Before buying a home, take time to compare the best mortgage lenders to find a home loan that best fits your needs and budget.

What are mortgage instruments?

A mortgage instrument is an instrument that places a lien or encumbrance on property associated with a mortgage debt. Examples of mortgage instruments include mortgage loans, deeds of trust, and security deeds.

What is an alternative mortgage?

An alternative mortgage is any mortgage that doesn’t fit the mold of a conventional home loan. Alternative mortgages can have variable interest rates instead of fixed interest rates or charge higher rates than other types of home loans.

What does AMI mean in mortgage terms?

AMI can refer to alternative mortgage instruments when discussed in the context of home loans. It can also refer to area median income, which is used to determine conventional loan limits as established by the Federal Housing Finance Agency (FHFA).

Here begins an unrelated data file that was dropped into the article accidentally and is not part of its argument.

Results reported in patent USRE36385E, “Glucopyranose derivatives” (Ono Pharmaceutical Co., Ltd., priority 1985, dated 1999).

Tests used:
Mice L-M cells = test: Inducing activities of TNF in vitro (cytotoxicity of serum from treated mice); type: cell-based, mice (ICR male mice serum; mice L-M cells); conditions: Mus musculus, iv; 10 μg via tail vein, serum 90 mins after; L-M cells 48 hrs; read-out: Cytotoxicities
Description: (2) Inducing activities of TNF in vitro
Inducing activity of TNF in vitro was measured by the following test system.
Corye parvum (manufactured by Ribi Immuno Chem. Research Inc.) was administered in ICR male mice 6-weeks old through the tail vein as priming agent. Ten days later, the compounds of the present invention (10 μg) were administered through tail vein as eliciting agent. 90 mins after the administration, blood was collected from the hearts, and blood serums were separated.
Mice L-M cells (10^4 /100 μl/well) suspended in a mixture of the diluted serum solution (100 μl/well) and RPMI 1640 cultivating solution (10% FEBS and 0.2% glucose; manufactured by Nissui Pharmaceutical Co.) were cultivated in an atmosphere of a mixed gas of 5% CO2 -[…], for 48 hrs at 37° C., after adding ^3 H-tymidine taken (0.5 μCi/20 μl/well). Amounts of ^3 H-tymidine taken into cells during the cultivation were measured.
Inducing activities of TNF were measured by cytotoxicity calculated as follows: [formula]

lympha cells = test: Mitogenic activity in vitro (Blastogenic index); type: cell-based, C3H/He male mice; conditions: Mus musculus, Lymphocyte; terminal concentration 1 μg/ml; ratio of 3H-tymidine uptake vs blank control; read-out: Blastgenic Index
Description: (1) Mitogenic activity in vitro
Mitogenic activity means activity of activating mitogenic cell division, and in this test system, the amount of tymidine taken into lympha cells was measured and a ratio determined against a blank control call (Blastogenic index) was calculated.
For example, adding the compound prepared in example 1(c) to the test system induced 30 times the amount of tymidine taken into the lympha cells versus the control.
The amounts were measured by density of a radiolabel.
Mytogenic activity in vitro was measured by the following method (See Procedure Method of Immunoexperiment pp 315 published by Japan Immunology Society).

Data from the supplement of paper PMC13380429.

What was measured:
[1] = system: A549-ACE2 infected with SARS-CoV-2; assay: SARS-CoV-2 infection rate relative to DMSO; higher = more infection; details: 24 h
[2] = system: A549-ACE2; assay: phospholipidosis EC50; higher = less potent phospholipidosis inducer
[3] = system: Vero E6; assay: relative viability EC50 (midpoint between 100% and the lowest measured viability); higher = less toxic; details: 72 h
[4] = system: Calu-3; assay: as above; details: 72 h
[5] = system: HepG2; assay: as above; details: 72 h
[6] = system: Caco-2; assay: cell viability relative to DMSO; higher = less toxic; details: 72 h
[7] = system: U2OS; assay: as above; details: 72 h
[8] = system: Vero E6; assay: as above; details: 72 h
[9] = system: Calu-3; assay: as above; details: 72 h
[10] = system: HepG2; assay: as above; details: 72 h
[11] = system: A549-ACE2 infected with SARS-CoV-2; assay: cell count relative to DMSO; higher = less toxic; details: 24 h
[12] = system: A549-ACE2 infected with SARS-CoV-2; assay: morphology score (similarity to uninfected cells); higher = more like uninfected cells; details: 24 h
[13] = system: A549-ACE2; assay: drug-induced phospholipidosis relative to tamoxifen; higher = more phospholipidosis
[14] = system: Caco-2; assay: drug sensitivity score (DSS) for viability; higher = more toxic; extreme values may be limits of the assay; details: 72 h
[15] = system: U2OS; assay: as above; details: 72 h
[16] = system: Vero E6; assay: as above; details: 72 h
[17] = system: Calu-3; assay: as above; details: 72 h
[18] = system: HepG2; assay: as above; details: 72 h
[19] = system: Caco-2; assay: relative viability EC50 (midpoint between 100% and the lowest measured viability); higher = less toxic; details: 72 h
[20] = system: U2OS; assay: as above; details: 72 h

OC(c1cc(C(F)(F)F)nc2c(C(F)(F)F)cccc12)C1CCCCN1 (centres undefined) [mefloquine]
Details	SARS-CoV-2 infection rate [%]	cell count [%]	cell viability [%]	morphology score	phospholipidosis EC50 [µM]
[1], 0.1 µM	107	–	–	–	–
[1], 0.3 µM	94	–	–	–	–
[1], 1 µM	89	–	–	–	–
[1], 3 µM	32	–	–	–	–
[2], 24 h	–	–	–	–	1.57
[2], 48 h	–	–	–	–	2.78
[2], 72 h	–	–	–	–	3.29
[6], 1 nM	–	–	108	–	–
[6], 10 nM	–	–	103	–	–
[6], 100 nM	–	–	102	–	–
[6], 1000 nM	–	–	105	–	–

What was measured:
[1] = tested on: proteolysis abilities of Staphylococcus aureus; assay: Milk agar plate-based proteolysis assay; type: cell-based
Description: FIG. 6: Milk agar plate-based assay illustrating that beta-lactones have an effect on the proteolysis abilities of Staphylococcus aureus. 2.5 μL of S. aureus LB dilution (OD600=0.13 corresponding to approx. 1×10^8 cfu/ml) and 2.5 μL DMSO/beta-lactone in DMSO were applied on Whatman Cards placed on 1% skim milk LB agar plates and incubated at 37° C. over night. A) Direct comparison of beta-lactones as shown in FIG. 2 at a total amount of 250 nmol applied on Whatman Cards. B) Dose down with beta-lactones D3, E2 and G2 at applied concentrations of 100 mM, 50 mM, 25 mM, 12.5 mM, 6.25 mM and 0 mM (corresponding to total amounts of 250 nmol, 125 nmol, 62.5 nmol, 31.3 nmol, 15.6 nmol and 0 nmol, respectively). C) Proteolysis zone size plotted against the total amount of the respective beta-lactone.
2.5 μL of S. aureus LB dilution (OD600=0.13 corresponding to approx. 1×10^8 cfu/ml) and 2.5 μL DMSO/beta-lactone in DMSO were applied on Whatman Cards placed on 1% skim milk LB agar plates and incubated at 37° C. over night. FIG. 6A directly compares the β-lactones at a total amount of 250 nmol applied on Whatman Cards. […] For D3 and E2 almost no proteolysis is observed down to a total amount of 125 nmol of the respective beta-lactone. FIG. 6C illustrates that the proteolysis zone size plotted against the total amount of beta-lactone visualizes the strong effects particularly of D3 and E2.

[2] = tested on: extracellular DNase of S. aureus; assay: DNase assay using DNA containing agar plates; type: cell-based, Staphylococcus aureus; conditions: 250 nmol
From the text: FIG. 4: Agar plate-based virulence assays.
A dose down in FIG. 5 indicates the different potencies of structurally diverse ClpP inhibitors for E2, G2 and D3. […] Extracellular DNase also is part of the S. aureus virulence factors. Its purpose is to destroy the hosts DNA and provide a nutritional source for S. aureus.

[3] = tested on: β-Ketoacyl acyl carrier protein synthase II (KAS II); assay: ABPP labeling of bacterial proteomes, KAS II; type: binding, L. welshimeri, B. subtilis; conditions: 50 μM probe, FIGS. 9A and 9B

Article Sources
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  2. Consumer Financial Protection Bureau. “Conventional Loans.”

  3. Consumer Financial Protection Bureau. “What Is Negative Amortization?

  4. Federal Reserve Bank of San Francisco. “Education: Publications: Why Did the Federal Reserve System Lower the Federal Funds and Discount Rates Below 2 Percent in 2001?

  5. Consumer Financial Protection Bureau. “What Is the Difference Between a Fixed-Rate and Adjustable-Rate Mortgage (ARM) Loan?